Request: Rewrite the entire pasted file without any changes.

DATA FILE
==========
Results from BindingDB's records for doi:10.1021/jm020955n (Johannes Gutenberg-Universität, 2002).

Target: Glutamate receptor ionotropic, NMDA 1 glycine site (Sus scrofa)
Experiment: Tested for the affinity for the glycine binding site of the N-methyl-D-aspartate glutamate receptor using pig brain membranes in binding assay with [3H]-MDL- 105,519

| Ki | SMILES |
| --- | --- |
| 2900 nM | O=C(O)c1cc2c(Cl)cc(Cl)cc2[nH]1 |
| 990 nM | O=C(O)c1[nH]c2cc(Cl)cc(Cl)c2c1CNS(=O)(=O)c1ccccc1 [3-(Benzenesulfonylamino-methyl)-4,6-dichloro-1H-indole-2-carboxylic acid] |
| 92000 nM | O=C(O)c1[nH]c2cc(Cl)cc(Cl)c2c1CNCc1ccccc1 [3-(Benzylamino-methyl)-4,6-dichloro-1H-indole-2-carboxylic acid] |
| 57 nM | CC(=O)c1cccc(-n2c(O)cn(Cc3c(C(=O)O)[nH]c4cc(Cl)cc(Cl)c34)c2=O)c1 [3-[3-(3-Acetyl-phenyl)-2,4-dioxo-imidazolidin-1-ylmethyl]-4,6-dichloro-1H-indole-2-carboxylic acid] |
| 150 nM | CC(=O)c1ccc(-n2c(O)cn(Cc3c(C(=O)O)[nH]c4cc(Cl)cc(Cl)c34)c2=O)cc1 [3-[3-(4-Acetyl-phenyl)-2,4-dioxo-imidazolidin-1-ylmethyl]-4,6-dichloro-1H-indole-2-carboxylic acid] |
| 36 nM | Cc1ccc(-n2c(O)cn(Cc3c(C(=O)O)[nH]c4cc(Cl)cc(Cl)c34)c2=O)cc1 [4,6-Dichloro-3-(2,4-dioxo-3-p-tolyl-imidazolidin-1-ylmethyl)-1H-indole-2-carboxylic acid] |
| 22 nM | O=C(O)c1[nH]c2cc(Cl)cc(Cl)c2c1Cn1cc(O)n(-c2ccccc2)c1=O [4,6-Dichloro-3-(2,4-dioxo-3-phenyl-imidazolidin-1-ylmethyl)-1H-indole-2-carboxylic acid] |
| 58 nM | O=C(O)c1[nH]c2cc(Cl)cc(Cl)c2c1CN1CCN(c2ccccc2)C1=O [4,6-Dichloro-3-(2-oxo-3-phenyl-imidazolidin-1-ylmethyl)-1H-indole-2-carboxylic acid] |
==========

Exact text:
Results from BindingDB's records for doi:10.1021/jm020955n (Johannes Gutenberg-Universität, 2002).

Target: Glutamate receptor ionotropic, NMDA 1 glycine site (Sus scrofa)
Experiment: Tested for the affinity for the glycine binding site of the N-methyl-D-aspartate glutamate receptor using pig brain membranes in binding assay with [3H]-MDL- 105,519

| Ki | SMILES |
| --- | --- |
| 2900 nM | O=C(O)c1cc2c(Cl)cc(Cl)cc2[nH]1 |
| 990 nM | O=C(O)c1[nH]c2cc(Cl)cc(Cl)c2c1CNS(=O)(=O)c1ccccc1 [3-(Benzenesulfonylamino-methyl)-4,6-dichloro-1H-indole-2-carboxylic acid] |
| 92000 nM | O=C(O)c1[nH]c2cc(Cl)cc(Cl)c2c1CNCc1ccccc1 [3-(Benzylamino-methyl)-4,6-dichloro-1H-indole-2-carboxylic acid] |
| 57 nM | CC(=O)c1cccc(-n2c(O)cn(Cc3c(C(=O)O)[nH]c4cc(Cl)cc(Cl)c34)c2=O)c1 [3-[3-(3-Acetyl-phenyl)-2,4-dioxo-imidazolidin-1-ylmethyl]-4,6-dichloro-1H-indole-2-carboxylic acid] |
| 150 nM | CC(=O)c1ccc(-n2c(O)cn(Cc3c(C(=O)O)[nH]c4cc(Cl)cc(Cl)c34)c2=O)cc1 [3-[3-(4-Acetyl-phenyl)-2,4-dioxo-imidazolidin-1-ylmethyl]-4,6-dichloro-1H-indole-2-carboxylic acid] |
| 36 nM | Cc1ccc(-n2c(O)cn(Cc3c(C(=O)O)[nH]c4cc(Cl)cc(Cl)c34)c2=O)cc1 [4,6-Dichloro-3-(2,4-dioxo-3-p-tolyl-imidazolidin-1-ylmethyl)-1H-indole-2-carboxylic acid] |
| 22 nM | O=C(O)c1[nH]c2cc(Cl)cc(Cl)c2c1Cn1cc(O)n(-c2ccccc2)c1=O [4,6-Dichloro-3-(2,4-dioxo-3-phenyl-imidazolidin-1-ylmethyl)-1H-indole-2-carboxylic acid] |
| 58 nM | O=C(O)c1[nH]c2cc(Cl)cc(Cl)c2c1CN1CCN(c2ccccc2)C1=O [4,6-Dichloro-3-(2-oxo-3-phenyl-imidazolidin-1-ylmethyl)-1H-indole-2-carboxylic acid] |